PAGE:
Cannabis offers high road to growth for beverage makers
SPARKLING water infused with tetrahydrocannabinol (THC), the active ingredient that causes the marijuana high, hits the shelves this week in California.
Lagunitas Brewing Company is launching Hi-Fi Hops, an “IPA-inspired” sparkling water containing zero calories and coming in two varieties – one with 10 milligrams of THC and one with five milligrams of THC and five grams of cannabidinol (CBD).
California legalised recreational marijuana in January, giving beverage makers like Lagunitas a new path to growth.
US experts say as more states legalise recreational marijuana, there are 10, established beer giants and craft newcomers are racing to develop cannabis-infused booze.
Interest in marijuana-based food and beverages is becoming increasingly mainstream, too, they say.
Legal marijuana sales reached $US9.7 billion in North America in 2017, and the market is expected to hit $US24.5 billion in sales by 2021, rising at CAGR of 28%, according to BDS analytics. US food industry publication Food Dive says though premium water may not seem like a vehicle for THC, consumers are interested in out-of-the-box varieties.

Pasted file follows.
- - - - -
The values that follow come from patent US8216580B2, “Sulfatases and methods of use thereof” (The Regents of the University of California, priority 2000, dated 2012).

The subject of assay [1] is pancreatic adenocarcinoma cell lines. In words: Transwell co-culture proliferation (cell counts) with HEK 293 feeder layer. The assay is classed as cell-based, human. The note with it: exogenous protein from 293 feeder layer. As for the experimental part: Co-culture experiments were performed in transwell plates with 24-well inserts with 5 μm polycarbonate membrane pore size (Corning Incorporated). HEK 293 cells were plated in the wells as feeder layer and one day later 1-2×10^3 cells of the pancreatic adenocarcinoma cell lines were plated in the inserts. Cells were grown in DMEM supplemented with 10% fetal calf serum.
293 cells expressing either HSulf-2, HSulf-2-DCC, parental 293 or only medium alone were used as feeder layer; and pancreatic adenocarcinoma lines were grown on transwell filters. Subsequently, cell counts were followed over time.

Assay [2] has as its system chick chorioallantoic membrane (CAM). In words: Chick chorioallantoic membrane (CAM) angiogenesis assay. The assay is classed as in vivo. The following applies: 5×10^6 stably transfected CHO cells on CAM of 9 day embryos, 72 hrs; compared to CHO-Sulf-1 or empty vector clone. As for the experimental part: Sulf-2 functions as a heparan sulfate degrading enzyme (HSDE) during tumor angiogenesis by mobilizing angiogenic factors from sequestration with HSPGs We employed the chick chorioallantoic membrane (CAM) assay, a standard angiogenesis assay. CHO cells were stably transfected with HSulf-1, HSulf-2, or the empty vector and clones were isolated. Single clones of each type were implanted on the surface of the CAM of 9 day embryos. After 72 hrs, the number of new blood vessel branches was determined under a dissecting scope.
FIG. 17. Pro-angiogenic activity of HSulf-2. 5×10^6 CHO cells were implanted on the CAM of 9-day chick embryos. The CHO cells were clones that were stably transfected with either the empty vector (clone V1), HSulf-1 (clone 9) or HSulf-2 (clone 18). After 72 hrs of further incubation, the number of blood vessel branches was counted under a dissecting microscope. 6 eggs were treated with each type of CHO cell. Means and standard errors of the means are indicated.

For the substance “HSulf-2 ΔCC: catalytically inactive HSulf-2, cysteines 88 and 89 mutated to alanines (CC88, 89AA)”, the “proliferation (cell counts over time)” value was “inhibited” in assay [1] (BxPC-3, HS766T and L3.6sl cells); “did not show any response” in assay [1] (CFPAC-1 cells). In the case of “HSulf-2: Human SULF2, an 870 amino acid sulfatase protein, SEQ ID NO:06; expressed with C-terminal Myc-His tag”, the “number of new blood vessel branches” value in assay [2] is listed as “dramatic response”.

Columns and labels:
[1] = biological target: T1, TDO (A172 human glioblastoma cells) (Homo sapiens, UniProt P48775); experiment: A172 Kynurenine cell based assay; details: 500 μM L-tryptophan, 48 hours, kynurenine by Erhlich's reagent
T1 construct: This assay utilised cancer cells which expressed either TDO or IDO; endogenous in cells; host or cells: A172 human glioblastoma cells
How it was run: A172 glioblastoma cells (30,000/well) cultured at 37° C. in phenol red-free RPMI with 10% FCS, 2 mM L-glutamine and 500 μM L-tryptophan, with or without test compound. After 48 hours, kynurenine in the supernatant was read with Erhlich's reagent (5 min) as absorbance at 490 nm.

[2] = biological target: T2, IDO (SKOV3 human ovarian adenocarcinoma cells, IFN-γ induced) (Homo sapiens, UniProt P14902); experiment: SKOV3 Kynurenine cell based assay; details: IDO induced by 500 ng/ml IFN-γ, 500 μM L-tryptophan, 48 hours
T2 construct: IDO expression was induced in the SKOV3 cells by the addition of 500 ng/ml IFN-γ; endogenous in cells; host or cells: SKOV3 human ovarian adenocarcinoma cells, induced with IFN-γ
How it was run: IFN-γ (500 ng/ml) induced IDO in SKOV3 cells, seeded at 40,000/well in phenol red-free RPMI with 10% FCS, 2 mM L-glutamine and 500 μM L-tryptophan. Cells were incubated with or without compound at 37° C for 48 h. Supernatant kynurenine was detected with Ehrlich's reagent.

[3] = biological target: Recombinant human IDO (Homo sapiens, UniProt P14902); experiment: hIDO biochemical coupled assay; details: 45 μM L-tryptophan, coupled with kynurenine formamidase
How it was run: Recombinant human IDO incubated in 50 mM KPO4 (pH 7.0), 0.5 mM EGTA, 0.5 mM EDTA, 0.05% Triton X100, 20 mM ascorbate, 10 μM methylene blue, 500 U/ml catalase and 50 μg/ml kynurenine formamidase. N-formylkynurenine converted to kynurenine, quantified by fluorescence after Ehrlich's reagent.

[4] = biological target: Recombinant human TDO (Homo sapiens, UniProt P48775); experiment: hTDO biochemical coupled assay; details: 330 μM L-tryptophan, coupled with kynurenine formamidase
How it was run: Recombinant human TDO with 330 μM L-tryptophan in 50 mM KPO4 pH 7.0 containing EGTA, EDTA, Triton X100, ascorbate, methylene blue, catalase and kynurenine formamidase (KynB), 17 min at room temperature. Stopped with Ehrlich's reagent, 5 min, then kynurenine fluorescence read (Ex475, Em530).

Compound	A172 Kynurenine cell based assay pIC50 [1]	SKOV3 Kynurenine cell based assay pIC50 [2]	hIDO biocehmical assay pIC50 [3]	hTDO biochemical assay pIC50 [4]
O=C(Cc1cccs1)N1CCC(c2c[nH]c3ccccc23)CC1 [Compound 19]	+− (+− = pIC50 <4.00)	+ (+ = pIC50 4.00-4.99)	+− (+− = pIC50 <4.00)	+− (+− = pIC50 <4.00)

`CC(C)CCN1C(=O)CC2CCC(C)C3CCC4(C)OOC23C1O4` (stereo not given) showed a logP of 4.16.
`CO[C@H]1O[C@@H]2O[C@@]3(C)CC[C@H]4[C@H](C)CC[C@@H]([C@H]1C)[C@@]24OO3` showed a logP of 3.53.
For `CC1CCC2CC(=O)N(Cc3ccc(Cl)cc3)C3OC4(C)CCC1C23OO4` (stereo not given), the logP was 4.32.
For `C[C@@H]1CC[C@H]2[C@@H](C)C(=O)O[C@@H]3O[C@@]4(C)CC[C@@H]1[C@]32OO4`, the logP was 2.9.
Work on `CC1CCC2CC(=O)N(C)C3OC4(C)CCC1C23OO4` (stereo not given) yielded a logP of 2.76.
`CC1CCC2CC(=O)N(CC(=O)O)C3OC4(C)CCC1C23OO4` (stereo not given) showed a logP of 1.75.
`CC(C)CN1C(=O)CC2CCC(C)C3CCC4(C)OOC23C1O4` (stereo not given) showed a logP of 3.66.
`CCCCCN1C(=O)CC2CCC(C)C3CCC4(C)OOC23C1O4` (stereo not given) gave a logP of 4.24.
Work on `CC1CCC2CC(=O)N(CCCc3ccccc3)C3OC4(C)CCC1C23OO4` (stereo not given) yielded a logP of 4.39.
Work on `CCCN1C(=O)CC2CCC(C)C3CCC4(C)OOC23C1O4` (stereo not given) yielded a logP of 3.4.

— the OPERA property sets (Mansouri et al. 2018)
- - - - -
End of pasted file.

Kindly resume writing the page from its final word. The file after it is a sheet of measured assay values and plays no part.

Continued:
“Functional, fruit-infused, botanical and caffeinated sparkling water brands are being joined by hard seltzers, such as Boston Beer’s truly Spiked & Sparkling and Boathouse Brewing’s Spiked Seltzer,” Food Dive reports.
“Products like these have helped shift the category into adult beverage territory, and Lagunitas’ Hi-Fi Hops could be similarly well received.
“But the brand won’t enjoy the mainstream acceptance of its competitors’ hard sparkling waters — at least initially.
“Hi-Fi Hops will only be sold at California distilleries, so its consumer base is fairly niche.
“It will be interesting to see if the Heineken-owned brewer will roll out the product to other states where marijuana is legalised, and if its THC-based sparkling beverage has staying power.
“If it does make a splash in the category, which is on pace to reach $3.1 billion in sales by 2022, other beverage makers may try to capture some of the high for themselves.”
The Australian Open has attracted criticism for selling bottle water imported from China.
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